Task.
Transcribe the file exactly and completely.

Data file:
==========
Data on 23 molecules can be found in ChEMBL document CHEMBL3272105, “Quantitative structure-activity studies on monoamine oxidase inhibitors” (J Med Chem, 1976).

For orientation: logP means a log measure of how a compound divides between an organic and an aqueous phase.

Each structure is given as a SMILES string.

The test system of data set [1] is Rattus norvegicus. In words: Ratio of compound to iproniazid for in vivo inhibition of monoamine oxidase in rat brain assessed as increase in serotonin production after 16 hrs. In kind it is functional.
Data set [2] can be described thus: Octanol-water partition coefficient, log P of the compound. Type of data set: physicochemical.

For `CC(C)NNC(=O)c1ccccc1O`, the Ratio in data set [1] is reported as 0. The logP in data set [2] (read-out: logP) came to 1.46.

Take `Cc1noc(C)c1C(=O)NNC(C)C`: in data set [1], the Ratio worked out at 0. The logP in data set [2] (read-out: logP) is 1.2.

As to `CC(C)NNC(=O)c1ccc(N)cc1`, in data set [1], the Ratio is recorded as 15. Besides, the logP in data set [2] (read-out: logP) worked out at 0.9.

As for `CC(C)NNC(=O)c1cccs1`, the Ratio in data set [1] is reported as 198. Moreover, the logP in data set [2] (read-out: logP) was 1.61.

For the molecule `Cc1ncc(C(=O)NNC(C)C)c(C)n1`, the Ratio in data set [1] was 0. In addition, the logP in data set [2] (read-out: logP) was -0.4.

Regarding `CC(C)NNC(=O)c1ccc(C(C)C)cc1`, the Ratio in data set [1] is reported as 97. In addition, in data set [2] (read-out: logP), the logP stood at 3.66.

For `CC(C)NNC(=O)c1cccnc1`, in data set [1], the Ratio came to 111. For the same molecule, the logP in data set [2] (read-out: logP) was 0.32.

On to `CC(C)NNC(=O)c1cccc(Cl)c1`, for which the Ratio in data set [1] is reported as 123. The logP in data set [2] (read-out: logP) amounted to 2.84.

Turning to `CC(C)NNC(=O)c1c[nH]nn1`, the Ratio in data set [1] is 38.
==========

Data on 23 molecules can be found in ChEMBL document CHEMBL3272105, “Quantitative structure-activity studies on monoamine oxidase inhibitors” (J Med Chem, 1976).

For orientation: logP means a log measure of how a compound divides between an organic and an aqueous phase.

Each structure is given as a SMILES string.

The test system of data set [1] is Rattus norvegicus. In words: Ratio of compound to iproniazid for in vivo inhibition of monoamine oxidase in rat brain assessed as increase in serotonin production after 16 hrs. In kind it is functional.
Data set [2] can be described thus: Octanol-water partition coefficient, log P of the compound. Type of data set: physicochemical.

For `CC(C)NNC(=O)c1ccccc1O`, the Ratio in data set [1] is reported as 0. The logP in data set [2] (read-out: logP) came to 1.46.

Take `Cc1noc(C)c1C(=O)NNC(C)C`: in data set [1], the Ratio worked out at 0. The logP in data set [2] (read-out: logP) is 1.2.

As to `CC(C)NNC(=O)c1ccc(N)cc1`, in data set [1], the Ratio is recorded as 15. Besides, the logP in data set [2] (read-out: logP) worked out at 0.9.

As for `CC(C)NNC(=O)c1cccs1`, the Ratio in data set [1] is reported as 198. Moreover, the logP in data set [2] (read-out: logP) was 1.61.

For the molecule `Cc1ncc(C(=O)NNC(C)C)c(C)n1`, the Ratio in data set [1] was 0. In addition, the logP in data set [2] (read-out: logP) was -0.4.

Regarding `CC(C)NNC(=O)c1ccc(C(C)C)cc1`, the Ratio in data set [1] is reported as 97. In addition, in data set [2] (read-out: logP), the logP stood at 3.66.

For `CC(C)NNC(=O)c1cccnc1`, in data set [1], the Ratio came to 111. For the same molecule, the logP in data set [2] (read-out: logP) was 0.32.

On to `CC(C)NNC(=O)c1cccc(Cl)c1`, for which the Ratio in data set [1] is reported as 123. The logP in data set [2] (read-out: logP) amounted to 2.84.

Turning to `CC(C)NNC(=O)c1c[nH]nn1`, the Ratio in data set [1] is 38.